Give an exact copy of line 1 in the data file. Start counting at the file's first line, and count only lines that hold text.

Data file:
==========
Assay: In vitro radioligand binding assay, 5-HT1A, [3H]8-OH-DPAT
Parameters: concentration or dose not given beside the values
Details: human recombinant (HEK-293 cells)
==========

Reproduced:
Assay: In vitro radioligand binding assay, 5-HT1A, [3H]8-OH-DPAT